Single, Married or Divorced: Who's the Most Fortunate Financially?
8 months ago
It pays to have a partner (if you can make it last)
There are lots of benefits to being single. You have full authoritative control over the television remote, you can sleep on any side of the bed (or even roll between both if you so fancy), and no one will dare tell you that they're tired of having tacos (or even take-out) for dinner.
However, when it comes to finances, and despite the fact that single people contribute nearly $1.9 trillion to the economy each year, it's the legally-binded pairs that America grants the ultimate advantages—so much so that Business Insider recently declared getting married the "smartest money move" a single person can make.
But what if you're not in love yet? Well, your tax accountant, health insurance provider, mortgage loan officer and landlord may advise that you hop to.
In February, CBS reported that nearly 50 percent of married mates who file jointly, especially those with large income disparities, pay less in taxes than singles do. Comparatively, solo citizens pay anywhere from 10 to 50 percent more than their coupled counterparts.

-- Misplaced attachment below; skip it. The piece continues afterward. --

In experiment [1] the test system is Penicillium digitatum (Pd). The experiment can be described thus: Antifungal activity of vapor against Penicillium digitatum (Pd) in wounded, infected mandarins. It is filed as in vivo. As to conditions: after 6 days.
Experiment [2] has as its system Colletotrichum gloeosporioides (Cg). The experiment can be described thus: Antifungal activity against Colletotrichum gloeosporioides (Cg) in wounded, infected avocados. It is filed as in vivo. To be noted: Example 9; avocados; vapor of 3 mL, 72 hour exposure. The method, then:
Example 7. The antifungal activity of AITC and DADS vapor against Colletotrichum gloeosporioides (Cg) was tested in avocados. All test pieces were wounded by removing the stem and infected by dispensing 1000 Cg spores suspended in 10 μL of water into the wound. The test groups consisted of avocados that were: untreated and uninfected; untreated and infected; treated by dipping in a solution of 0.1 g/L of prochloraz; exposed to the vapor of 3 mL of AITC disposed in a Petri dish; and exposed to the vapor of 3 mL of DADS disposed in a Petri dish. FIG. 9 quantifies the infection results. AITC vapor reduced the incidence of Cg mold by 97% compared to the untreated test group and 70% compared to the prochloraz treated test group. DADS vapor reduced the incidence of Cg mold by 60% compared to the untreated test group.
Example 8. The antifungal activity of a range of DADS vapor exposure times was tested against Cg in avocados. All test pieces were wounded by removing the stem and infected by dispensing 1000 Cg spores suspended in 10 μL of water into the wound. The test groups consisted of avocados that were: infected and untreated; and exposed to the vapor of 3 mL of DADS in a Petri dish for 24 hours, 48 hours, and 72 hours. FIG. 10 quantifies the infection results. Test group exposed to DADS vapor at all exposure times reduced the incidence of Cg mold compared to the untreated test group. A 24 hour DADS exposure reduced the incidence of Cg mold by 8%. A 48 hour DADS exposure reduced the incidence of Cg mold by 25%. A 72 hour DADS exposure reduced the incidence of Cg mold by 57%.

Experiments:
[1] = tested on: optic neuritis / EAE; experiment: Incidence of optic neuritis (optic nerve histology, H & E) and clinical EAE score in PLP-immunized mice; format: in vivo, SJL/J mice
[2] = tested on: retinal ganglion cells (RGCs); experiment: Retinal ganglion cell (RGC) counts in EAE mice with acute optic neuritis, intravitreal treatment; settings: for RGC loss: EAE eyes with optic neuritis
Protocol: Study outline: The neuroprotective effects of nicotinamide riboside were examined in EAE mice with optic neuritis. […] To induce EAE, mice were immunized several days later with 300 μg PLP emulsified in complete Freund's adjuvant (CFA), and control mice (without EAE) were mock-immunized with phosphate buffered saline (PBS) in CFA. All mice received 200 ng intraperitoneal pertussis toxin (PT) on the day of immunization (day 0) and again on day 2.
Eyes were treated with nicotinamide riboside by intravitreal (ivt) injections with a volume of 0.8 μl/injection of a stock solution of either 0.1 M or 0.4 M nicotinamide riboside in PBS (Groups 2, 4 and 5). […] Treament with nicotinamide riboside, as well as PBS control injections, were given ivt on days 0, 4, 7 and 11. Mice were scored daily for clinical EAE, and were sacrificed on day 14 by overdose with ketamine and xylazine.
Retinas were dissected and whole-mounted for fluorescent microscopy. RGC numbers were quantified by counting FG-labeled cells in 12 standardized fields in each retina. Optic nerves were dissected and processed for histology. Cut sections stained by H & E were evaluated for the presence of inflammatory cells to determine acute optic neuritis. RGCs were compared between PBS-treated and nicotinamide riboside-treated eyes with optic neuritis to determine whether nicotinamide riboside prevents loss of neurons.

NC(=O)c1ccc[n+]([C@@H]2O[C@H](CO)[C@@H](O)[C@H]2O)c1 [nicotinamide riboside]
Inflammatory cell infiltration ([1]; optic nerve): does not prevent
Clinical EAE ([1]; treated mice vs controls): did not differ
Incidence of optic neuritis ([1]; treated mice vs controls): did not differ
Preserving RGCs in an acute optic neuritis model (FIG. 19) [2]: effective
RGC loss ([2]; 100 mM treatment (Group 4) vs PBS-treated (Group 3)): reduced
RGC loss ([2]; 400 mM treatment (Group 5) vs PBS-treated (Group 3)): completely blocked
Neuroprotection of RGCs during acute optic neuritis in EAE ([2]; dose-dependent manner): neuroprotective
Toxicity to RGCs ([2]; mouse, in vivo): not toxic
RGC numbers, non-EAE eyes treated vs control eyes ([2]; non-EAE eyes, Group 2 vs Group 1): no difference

Simply put and truthfully stated, "There's a tax benefit to being married—the deduction, for one thing. There's just a lower tax bracket for married couples," said Alan Frisher, a certified divorce financial analyst and president of the Florida Alimony Reform.
Also, when it comes to buying a house, it's better if done in harmony. "If you're not married, then you can't assume equal ownership of a home," said author Ellie Kay, known as America's Family Financial Expert. "And in the event of a breakup, the house will go to the person that maybe put in 75 percent of the upfront money or has the larger salary. You're not legally protected. And it usually ends up being the woman with the short end of the stick."
(Nor do renters catch a break; CBS noted that 80 percent of landlords prefer married couples.)